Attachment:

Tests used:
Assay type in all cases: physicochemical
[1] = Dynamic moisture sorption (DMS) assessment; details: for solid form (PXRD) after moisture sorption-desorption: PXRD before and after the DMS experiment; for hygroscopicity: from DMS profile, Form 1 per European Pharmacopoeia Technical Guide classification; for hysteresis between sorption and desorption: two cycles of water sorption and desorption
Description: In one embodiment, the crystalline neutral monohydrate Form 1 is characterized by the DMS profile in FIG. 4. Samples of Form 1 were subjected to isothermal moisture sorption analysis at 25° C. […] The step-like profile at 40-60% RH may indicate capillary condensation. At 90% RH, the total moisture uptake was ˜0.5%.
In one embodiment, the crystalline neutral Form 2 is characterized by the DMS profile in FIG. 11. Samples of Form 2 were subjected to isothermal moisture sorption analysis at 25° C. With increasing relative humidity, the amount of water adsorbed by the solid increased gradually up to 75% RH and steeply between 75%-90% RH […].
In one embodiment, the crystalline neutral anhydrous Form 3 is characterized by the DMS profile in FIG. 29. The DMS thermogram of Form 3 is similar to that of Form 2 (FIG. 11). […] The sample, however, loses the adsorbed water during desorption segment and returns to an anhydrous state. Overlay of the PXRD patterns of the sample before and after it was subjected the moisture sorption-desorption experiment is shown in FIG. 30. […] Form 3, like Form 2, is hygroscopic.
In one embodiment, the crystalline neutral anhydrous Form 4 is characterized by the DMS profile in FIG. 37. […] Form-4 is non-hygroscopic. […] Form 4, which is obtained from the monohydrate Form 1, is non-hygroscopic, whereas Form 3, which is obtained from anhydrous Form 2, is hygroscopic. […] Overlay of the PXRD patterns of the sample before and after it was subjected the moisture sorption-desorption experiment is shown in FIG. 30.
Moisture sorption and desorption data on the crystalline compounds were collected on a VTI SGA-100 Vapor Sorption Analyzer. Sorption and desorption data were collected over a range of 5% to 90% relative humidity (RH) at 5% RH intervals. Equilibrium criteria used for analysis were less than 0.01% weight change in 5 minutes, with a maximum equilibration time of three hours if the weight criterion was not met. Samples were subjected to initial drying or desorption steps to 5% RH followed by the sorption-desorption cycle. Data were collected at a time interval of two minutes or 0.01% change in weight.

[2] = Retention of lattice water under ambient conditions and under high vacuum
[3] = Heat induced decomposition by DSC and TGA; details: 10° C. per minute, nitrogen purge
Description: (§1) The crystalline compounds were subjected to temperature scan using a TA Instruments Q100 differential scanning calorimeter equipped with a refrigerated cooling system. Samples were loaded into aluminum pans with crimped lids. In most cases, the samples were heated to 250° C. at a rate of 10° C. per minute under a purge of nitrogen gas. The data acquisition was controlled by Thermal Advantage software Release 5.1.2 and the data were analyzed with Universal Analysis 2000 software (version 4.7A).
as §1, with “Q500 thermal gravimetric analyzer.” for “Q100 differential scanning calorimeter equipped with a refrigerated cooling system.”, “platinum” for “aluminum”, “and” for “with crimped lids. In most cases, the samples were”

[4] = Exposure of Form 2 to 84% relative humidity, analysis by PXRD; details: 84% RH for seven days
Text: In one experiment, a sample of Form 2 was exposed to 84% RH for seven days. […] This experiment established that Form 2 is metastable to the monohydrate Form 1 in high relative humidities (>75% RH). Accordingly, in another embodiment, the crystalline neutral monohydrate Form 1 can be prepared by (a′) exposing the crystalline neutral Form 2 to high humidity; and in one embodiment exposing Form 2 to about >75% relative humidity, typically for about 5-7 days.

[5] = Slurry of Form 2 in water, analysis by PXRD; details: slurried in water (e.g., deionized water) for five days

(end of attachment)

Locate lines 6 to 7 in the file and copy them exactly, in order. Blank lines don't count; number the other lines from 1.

In one embodiment, the crystalline neutral anhydrous Form 3 is characterized by the DMS profile in FIG. 29. The DMS thermogram of Form 3 is similar to that of Form 2 (FIG. 11). […] The sample, however, loses the adsorbed water during desorption segment and returns to an anhydrous state. Overlay of the PXRD patterns of the sample before and after it was subjected the moisture sorption-desorption experiment is shown in FIG. 30. […] Form 3, like Form 2, is hygroscopic.
In one embodiment, the crystalline neutral anhydrous Form 4 is characterized by the DMS profile in FIG. 37. […] Form-4 is non-hygroscopic. […] Form 4, which is obtained from the monohydrate Form 1, is non-hygroscopic, whereas Form 3, which is obtained from anhydrous Form 2, is hygroscopic. […] Overlay of the PXRD patterns of the sample before and after it was subjected the moisture sorption-desorption experiment is shown in FIG. 30.